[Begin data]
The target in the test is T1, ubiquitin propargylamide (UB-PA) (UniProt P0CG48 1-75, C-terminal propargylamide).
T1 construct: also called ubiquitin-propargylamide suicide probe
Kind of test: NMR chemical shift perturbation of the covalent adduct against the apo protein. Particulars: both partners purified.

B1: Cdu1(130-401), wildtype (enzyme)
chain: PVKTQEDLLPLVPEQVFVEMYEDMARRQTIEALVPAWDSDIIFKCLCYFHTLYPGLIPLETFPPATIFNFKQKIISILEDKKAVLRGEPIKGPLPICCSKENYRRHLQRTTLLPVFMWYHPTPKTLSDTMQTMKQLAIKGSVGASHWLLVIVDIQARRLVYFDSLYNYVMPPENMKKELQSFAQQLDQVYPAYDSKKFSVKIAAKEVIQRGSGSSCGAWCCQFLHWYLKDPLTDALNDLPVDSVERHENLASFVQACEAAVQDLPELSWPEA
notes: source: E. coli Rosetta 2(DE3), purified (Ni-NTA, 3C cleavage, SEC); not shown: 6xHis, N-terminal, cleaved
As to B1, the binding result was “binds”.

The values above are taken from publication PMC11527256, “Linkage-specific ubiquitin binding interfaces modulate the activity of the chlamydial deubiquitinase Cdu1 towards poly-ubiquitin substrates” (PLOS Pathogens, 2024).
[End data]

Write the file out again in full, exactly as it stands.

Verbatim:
The target in the test is T1, ubiquitin propargylamide (UB-PA) (UniProt P0CG48 1-75, C-terminal propargylamide).
T1 construct: also called ubiquitin-propargylamide suicide probe
Kind of test: NMR chemical shift perturbation of the covalent adduct against the apo protein. Particulars: both partners purified.

B1: Cdu1(130-401), wildtype (enzyme)
chain: PVKTQEDLLPLVPEQVFVEMYEDMARRQTIEALVPAWDSDIIFKCLCYFHTLYPGLIPLETFPPATIFNFKQKIISILEDKKAVLRGEPIKGPLPICCSKENYRRHLQRTTLLPVFMWYHPTPKTLSDTMQTMKQLAIKGSVGASHWLLVIVDIQARRLVYFDSLYNYVMPPENMKKELQSFAQQLDQVYPAYDSKKFSVKIAAKEVIQRGSGSSCGAWCCQFLHWYLKDPLTDALNDLPVDSVERHENLASFVQACEAAVQDLPELSWPEA
notes: source: E. coli Rosetta 2(DE3), purified (Ni-NTA, 3C cleavage, SEC); not shown: 6xHis, N-terminal, cleaved
As to B1, the binding result was “binds”.

The values above are taken from publication PMC11527256, “Linkage-specific ubiquitin binding interfaces modulate the activity of the chlamydial deubiquitinase Cdu1 towards poly-ubiquitin substrates” (PLOS Pathogens, 2024).